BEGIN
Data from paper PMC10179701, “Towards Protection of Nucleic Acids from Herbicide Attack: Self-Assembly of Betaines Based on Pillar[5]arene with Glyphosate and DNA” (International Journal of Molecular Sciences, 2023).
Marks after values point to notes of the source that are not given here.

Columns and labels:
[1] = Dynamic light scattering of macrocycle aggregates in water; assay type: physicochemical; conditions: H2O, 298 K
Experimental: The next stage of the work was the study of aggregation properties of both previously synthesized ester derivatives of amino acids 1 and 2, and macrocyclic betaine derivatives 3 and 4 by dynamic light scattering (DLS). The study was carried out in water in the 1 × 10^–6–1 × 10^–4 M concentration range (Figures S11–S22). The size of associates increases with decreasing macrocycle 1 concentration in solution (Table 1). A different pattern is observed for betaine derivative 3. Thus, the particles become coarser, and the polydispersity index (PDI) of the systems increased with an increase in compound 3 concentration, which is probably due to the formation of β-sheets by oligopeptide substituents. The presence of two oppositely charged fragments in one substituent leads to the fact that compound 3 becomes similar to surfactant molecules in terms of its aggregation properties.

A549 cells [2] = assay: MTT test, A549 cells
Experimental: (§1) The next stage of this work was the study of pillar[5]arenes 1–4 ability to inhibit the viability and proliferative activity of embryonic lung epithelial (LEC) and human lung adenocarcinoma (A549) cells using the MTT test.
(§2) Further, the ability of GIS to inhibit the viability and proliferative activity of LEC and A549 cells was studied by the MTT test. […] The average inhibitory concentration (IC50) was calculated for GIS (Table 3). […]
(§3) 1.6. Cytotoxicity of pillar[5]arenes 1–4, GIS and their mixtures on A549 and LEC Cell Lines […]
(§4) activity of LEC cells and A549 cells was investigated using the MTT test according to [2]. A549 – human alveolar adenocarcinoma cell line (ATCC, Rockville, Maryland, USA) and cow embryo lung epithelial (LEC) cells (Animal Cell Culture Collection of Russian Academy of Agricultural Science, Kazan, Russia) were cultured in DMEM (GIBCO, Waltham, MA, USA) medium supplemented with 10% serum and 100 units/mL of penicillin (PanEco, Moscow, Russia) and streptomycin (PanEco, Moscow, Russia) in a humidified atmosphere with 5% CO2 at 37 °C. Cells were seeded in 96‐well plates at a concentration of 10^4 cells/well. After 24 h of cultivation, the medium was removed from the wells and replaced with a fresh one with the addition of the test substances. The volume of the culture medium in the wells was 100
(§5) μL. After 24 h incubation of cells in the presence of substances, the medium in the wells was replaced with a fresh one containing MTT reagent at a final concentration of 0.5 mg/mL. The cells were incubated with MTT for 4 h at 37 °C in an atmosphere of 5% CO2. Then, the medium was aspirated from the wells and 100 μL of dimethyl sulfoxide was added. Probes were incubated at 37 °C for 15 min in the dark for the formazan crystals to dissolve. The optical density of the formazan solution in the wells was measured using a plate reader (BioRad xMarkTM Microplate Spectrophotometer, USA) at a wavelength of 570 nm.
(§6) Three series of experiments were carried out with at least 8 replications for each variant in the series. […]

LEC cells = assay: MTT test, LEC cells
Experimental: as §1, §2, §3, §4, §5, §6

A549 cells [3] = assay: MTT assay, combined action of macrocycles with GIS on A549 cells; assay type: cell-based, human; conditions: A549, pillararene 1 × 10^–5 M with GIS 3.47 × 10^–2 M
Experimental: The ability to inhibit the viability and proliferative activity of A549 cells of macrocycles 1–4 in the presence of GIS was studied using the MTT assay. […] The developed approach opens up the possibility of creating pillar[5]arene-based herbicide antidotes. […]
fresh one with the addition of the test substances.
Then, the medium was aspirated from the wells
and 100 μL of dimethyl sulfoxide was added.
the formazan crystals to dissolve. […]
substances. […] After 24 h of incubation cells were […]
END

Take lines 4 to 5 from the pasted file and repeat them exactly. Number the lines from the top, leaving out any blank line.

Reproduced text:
[1] = Dynamic light scattering of macrocycle aggregates in water; assay type: physicochemical; conditions: H2O, 298 K
Experimental: The next stage of the work was the study of aggregation properties of both previously synthesized ester derivatives of amino acids 1 and 2, and macrocyclic betaine derivatives 3 and 4 by dynamic light scattering (DLS). The study was carried out in water in the 1 × 10^–6–1 × 10^–4 M concentration range (Figures S11–S22). The size of associates increases with decreasing macrocycle 1 concentration in solution (Table 1). A different pattern is observed for betaine derivative 3. Thus, the particles become coarser, and the polydispersity index (PDI) of the systems increased with an increase in compound 3 concentration, which is probably due to the formation of β-sheets by oligopeptide substituents. The presence of two oppositely charged fragments in one substituent leads to the fact that compound 3 becomes similar to surfactant molecules in terms of its aggregation properties.